The respiratory rate of a newborn is, at its highest rate, approximately 40-80 respirations per minute.
The respiratory rate of a newborn is approximately 30 respirations per minute.
The respiratory rate of a newborn varies between male and female infants.
pacemaker neuron center
pontine respirator group (PRG)
0.5 to 1 micrometer thick
at least 3 micrometers thick
between 5 and 6 micrometers thick
The thickness of the respiratory membrane is not important in the efficiency of gas exchange.
aids in blood flow to and from the heart because the heart sits between the lungs
helps divide the thoracic cavity into three chambers
allows the lungs to inflate and deflate without friction
helps limit the spread of local infections
rising carbon dioxide levels
arterial Po2 below 60 mm Hg
rising blood pressure
arterial pH resulting from CO2 retention
as bicarbonate ion in plasma
attached to the heme part of hemoglobin
7 10% of CO2 is dissolved directly into the plasma
20% of CO2 is carried in the form of carbaminohemoglobin
greater than the oxygen combined with hemoglobin
only about 1.5% of the oxygen carried in dissolved form
not present except where it is combined with carrier molecules
about equal to the oxygen combined with hemoglobin
diaphragm would contract, external intercostals would relax
diaphragm contracts, internal intercostals would relax
internal intercostals and abdominal muscles would contract
external intercostals would contract and diaphragm would relax
More CO2 dissolves in the blood plasma than is carried in the RBCs.
Its accumulation in the blood is associated with a decrease in pH.
CO2 concentrations are greater in venous blood than arterial blood.
Its concentration in the blood is decreased by hyperventilation.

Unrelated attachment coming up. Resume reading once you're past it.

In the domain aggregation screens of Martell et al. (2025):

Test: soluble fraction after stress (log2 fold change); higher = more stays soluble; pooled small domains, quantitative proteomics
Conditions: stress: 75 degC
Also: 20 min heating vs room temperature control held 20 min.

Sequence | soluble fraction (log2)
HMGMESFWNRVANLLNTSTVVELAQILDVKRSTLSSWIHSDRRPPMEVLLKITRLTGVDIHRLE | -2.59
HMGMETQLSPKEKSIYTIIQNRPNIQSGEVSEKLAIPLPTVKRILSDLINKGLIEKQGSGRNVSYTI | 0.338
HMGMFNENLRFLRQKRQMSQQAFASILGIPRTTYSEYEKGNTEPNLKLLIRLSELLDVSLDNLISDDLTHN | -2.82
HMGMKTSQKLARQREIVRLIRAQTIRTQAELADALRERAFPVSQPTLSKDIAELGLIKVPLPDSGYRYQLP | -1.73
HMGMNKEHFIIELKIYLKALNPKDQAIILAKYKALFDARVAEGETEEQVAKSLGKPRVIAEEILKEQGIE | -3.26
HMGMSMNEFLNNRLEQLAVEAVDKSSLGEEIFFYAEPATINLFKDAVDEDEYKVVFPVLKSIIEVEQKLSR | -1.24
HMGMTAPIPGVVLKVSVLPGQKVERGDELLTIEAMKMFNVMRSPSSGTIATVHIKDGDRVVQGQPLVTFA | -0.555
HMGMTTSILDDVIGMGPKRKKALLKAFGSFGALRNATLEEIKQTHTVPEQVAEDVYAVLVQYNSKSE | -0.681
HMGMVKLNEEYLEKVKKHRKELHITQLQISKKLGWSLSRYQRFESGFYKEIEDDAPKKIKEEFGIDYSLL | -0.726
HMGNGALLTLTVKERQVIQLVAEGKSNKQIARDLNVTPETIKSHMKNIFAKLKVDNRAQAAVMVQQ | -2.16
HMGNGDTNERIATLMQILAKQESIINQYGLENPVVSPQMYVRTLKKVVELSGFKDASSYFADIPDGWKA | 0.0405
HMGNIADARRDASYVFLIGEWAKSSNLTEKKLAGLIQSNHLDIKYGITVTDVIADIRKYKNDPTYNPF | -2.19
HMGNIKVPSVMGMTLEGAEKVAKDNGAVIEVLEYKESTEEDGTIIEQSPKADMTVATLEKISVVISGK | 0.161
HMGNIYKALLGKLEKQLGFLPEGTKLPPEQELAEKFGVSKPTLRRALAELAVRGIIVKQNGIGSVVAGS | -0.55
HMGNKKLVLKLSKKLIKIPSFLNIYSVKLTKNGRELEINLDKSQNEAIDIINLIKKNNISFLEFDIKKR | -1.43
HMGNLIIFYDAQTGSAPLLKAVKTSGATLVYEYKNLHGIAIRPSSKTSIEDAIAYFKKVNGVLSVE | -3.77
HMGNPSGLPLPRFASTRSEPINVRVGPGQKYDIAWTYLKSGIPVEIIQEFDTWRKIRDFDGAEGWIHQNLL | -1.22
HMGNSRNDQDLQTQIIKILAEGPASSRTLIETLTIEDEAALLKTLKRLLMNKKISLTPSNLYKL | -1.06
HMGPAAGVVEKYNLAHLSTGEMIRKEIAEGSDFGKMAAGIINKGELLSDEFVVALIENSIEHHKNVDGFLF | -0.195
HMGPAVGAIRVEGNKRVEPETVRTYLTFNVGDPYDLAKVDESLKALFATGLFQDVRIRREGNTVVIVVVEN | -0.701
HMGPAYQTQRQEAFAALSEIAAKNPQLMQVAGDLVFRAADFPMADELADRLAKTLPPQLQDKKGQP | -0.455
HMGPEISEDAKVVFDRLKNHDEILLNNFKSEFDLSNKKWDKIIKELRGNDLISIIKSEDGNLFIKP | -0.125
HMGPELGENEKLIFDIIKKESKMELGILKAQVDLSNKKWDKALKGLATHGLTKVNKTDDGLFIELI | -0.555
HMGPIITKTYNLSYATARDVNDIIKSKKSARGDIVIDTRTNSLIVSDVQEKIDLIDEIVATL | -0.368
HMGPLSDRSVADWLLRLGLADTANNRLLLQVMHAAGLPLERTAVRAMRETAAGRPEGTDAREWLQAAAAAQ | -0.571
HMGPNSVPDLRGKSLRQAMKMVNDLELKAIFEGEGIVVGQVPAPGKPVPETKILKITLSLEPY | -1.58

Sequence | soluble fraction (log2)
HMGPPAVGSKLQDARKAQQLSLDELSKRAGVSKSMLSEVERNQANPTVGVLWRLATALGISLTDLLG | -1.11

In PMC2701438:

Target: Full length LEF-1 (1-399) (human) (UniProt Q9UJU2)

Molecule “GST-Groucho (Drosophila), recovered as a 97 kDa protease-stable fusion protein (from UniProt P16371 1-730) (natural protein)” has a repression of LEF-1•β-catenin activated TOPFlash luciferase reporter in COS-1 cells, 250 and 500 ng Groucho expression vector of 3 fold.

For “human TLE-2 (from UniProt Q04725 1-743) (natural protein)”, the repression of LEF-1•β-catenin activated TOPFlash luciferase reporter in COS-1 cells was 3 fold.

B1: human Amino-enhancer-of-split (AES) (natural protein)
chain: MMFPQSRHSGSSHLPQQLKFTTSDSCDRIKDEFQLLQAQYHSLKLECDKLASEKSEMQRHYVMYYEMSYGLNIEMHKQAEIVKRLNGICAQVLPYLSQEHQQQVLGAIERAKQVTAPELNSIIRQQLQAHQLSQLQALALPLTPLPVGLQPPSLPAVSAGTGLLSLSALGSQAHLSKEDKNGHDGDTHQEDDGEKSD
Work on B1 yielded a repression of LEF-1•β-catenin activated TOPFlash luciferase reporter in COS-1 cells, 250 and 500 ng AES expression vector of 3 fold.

temperature is lower at higher altitudes
concentration of oxygen and/or total atmospheric pressure is lower at high altitudes
basal metabolic rate is higher at high altitudes
concentration of oxygen and/or total atmospheric pressure is higher at higher altitudes
as a passageway for air movement
warming and humidifying the air
as the initiator of the cough reflex
cleansing the air
During conditions of acidosis, hemoglobin is able to carry oxygen more efficiently.
A 50% oxygen saturation level of blood returning to the lungs might indicate an activity level higher than normal.
During normal activity, a molecule of hemoglobin returning to the lungs carries one molecule of O2.
Increased BPG levels in the red blood cells enhance oxygen-carrying capacity.
chemically combined with the heme portion of hemoglobin
chemically combined with the amino acids of hemoglobin as carbaminohemoglobin in the red blood cells
as the bicarbonate ion in the plasma after first entering the red blood cells
as carbonic acid in the plasma
number of red blood cells
partial pressure of oxygen
partial pressure of carbon dioxide
the natural tendency for the lungs to recoil and the surface tension of the alveolar fluid
compliance and transpulmonary pressures
compliance and the surface tension of the alveolar fluid
the natural tendency for the lungs to recoil and transpulmonary pressures
combined amount of CO2 in the blood and air in the alveoli
the expansion of respiratory muscles that were contracted during inspiration and the lack of surface tension on the alveolar wall
the negative feedback of expansion fibers used during inspiration and the outward pull of surface tension due to surfactant
the recoil of elastic fibers that were stretched during inspiration and the inward pull of surface tension due to the film of alveolar fluid
decrease in lactic acid levels
simultaneous cortical motor activation of the skeletal muscles and respiratory center
transport of respiratory gases